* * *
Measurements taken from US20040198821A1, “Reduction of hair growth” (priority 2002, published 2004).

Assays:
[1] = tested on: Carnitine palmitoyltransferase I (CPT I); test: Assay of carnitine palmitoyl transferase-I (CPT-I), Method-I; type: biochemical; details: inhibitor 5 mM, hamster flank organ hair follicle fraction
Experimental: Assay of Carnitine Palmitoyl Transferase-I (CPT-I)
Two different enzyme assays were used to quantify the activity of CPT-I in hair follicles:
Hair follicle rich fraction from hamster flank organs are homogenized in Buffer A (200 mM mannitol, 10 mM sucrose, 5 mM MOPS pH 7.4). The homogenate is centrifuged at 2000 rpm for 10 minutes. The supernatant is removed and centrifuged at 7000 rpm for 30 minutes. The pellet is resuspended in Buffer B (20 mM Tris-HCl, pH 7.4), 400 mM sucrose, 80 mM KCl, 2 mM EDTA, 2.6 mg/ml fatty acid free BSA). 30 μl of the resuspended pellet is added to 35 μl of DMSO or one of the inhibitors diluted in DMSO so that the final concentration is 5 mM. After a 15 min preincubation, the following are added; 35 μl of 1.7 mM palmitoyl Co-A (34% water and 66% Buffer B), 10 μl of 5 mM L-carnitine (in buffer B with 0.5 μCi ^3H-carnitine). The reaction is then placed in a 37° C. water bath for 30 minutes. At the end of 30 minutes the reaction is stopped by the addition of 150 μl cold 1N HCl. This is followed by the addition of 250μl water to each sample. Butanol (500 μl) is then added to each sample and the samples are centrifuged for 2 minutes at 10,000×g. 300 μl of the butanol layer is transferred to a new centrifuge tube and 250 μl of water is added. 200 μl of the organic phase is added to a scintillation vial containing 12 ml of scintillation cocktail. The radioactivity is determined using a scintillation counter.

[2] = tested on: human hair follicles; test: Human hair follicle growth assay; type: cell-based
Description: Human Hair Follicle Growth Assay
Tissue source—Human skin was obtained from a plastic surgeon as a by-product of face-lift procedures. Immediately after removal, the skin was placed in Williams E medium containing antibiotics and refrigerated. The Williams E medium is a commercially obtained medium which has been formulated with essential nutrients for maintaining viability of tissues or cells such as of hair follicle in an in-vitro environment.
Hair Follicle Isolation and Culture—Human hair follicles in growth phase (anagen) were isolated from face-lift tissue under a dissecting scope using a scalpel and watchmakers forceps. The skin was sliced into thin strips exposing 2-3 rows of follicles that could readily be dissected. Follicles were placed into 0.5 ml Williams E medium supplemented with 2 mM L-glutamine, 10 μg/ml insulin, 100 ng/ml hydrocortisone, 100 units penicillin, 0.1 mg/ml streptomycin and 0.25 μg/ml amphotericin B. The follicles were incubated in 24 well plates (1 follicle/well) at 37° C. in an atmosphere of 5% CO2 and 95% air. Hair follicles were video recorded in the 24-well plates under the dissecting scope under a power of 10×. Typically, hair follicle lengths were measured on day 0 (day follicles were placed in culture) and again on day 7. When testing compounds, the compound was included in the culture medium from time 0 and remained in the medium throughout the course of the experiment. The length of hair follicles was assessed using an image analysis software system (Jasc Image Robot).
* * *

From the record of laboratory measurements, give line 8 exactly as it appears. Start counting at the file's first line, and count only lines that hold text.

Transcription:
Description: Human Hair Follicle Growth Assay